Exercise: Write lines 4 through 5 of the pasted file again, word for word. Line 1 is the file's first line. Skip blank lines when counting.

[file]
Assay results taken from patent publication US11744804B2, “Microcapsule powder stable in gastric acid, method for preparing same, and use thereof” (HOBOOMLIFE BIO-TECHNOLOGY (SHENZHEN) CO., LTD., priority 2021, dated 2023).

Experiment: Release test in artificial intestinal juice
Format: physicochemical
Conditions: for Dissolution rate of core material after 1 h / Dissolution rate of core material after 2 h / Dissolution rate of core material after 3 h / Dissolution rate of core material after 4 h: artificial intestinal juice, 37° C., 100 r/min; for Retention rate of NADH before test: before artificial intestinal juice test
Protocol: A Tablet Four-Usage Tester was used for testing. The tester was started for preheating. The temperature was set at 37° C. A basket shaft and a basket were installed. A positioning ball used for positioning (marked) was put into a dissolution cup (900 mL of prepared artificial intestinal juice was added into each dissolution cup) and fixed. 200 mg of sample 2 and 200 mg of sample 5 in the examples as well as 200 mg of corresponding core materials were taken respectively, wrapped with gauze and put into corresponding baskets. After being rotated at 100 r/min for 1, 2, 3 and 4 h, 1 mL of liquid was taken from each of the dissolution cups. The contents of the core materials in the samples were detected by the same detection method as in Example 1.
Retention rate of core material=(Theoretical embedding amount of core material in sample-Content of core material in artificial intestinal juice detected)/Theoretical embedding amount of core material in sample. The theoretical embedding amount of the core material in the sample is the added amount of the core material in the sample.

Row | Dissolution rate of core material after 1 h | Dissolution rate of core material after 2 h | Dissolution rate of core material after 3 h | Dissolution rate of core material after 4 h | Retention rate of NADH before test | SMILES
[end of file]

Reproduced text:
Conditions: for Dissolution rate of core material after 1 h / Dissolution rate of core material after 2 h / Dissolution rate of core material after 3 h / Dissolution rate of core material after 4 h: artificial intestinal juice, 37° C., 100 r/min; for Retention rate of NADH before test: before artificial intestinal juice test
Protocol: A Tablet Four-Usage Tester was used for testing. The tester was started for preheating. The temperature was set at 37° C. A basket shaft and a basket were installed. A positioning ball used for positioning (marked) was put into a dissolution cup (900 mL of prepared artificial intestinal juice was added into each dissolution cup) and fixed. 200 mg of sample 2 and 200 mg of sample 5 in the examples as well as 200 mg of corresponding core materials were taken respectively, wrapped with gauze and put into corresponding baskets. After being rotated at 100 r/min for 1, 2, 3 and 4 h, 1 mL of liquid was taken from each of the dissolution cups. The contents of the core materials in the samples were detected by the same detection method as in Example 1.